Take the 2-minute tour ×
Stack Overflow is a question and answer site for professional and enthusiast programmers. It's 100% free, no registration required.

I have two big files with a lot of text, and what I have to do is keep all lines in file A that have a field that matches a field in file B.

file A is something like:

Name (tab)  #  (tab)  #  (tab)  KEYFIELD  (tab)  Other fields

file B I managed to use cut and sed and other things to basically get it down to one field that is a list.

So The goal is to keep all lines in file A in the 4th field (it says KEYFIELD) if the field for that line matches one of the lines in file B. (Does NOT have to be an exact match, so if file B had Blah and file A said Blah_blah, it'd be ok)

I tried to do:

grep -f fileBcutdown fileA > outputfile

EDIT: Ok I give up. I just force killed it.

Is there a better way to do this? File A is 13.7MB and file B after cutting it down is 32.6MB for anyone that cares.

EDIT: This is an example line in file A:

chr21 33025905 33031813 ENST00000449339.1 0 - 33031813 33031813 0 3 1835,294,104, 0,4341,5804,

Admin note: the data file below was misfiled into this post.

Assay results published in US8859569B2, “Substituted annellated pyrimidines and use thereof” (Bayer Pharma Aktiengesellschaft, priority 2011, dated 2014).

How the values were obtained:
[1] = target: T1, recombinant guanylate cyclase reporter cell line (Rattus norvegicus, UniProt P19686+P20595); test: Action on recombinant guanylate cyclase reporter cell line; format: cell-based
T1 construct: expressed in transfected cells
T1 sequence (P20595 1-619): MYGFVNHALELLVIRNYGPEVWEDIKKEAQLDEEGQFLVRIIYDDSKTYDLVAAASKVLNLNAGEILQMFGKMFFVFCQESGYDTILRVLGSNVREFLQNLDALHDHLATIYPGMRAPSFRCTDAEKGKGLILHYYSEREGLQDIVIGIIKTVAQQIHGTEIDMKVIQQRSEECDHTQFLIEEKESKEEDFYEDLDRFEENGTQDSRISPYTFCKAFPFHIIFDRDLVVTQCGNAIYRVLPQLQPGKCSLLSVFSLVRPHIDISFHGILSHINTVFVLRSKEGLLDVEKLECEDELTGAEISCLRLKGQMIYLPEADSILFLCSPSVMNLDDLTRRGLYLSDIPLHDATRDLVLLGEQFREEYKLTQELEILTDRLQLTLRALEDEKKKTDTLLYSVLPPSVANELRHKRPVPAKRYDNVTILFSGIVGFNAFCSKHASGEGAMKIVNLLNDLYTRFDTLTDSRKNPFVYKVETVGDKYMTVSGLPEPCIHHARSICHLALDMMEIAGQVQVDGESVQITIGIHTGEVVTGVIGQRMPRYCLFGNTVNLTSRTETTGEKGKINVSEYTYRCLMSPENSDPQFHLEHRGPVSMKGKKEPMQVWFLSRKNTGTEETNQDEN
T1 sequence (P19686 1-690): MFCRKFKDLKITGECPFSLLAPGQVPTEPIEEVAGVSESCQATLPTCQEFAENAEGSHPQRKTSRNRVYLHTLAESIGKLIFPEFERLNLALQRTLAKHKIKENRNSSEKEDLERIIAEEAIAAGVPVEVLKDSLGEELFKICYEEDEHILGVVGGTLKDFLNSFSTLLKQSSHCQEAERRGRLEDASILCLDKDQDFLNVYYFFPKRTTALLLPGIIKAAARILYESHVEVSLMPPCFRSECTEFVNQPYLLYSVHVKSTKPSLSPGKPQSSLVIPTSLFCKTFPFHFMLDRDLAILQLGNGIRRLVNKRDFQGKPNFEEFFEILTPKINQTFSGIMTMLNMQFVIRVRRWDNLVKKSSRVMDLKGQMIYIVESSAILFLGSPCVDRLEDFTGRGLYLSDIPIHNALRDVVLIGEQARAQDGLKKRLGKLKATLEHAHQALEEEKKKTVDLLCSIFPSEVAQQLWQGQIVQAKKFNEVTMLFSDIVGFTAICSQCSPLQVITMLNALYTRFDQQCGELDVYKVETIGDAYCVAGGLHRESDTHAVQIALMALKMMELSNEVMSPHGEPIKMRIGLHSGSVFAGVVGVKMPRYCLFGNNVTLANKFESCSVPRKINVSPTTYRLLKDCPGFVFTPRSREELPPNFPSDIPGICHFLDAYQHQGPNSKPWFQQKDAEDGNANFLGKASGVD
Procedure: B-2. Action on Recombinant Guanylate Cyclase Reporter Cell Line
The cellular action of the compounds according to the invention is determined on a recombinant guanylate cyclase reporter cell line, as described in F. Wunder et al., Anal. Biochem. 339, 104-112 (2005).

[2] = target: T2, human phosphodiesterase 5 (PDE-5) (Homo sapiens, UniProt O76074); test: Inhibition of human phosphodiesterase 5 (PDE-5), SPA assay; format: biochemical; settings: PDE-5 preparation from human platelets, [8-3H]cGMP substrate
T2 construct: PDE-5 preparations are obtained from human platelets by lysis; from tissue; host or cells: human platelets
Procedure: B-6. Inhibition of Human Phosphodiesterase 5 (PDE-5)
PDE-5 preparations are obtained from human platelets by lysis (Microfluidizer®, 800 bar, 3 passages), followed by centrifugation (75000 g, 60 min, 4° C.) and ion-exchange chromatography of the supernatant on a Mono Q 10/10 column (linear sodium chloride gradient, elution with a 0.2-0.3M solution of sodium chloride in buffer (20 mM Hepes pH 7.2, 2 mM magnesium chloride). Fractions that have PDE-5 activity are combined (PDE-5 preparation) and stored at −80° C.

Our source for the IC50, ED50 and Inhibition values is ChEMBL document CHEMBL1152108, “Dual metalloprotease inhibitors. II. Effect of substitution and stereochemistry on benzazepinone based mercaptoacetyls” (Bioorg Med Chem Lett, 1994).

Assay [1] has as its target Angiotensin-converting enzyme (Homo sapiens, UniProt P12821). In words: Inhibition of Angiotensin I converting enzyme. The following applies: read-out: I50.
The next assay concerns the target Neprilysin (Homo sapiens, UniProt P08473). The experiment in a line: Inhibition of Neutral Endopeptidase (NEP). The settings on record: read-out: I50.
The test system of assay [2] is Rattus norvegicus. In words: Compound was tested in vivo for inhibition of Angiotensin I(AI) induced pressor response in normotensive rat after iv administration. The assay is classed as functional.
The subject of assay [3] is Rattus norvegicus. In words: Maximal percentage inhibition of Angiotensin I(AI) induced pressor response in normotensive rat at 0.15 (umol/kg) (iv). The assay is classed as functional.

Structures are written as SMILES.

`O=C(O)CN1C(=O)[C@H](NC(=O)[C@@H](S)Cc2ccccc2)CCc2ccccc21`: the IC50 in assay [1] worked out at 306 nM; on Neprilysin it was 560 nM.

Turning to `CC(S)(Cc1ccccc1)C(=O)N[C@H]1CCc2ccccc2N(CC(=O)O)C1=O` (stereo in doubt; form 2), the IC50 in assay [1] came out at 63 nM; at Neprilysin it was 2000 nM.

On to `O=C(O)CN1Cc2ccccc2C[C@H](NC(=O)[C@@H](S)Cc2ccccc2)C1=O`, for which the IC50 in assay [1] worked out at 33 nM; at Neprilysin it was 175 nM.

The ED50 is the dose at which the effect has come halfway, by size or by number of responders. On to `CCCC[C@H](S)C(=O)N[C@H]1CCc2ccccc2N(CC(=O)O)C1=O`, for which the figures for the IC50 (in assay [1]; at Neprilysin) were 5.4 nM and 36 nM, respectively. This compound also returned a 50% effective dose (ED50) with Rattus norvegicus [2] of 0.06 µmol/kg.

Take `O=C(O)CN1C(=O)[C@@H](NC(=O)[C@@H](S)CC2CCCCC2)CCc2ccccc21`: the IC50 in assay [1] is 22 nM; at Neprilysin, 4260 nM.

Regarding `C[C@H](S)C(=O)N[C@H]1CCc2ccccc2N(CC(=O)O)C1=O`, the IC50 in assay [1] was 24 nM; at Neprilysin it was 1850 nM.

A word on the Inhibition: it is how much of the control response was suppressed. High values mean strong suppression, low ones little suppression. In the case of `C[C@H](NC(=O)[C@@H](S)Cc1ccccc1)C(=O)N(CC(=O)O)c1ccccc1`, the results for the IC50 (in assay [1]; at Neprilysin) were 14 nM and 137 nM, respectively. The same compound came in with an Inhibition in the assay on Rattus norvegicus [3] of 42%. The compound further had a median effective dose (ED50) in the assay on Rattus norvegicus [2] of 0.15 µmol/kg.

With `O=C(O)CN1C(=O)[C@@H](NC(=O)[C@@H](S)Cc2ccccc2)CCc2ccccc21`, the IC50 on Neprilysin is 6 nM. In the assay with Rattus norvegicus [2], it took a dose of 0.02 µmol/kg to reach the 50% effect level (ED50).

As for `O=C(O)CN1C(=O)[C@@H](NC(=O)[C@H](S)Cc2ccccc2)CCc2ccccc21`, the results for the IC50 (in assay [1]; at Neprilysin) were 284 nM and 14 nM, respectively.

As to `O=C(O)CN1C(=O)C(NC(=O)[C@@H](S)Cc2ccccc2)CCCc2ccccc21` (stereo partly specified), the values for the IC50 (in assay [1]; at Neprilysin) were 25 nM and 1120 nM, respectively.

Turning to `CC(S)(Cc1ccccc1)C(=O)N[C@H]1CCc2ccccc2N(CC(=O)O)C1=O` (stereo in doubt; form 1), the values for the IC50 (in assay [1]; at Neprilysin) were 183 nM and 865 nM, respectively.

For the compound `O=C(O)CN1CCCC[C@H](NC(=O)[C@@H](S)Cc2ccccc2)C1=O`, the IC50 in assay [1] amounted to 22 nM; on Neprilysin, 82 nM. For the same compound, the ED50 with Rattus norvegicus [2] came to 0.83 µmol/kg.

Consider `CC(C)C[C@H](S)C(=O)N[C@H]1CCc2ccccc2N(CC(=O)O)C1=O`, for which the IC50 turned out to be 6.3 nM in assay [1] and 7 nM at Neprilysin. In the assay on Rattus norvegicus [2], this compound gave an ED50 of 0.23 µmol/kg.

example line from file B cut down:

ENST00000111111
share|improve this question
    
In your first sentence you say that the files are over 400 MB in size, yet in your last sentence, they are only ~50 MB. What's the contents of outputfile after the 45 minutes? Btw, the CPU won't be the bottleneck here, but slow/fast harddrives can make a big difference. –  knittl Sep 21 '12 at 19:24
    
Ah I should've been clearer. File B before cutting it down was 400MB+. After I threw out all the stuff I didn't need it was 32.6MB. This is just a 7200rpm drive, and the outputfile is... empty when I do less outputfile. Crap. Edited the original post to make it clearer. –  Joe Sep 21 '12 at 19:28

4 Answers 4

up vote 1 down vote accepted

Here's one way using GNU awk. Run like:

awk -f script.awk fileB.txt fileA.txt

Contents of script.awk:

FNR==NR {
    array[$0]++
    next
}

{
    line = $4
    sub(/\.[0-9]+$/, "", line)
    if (line in array) {
        print
    }
}

Alternatively, here's the one-liner:

awk 'FNR==NR { array[$0]++; next } { line = $4; sub(/\.[0-9]+$/, "", line); if (line in array) print }' fileB.txt fileA.txt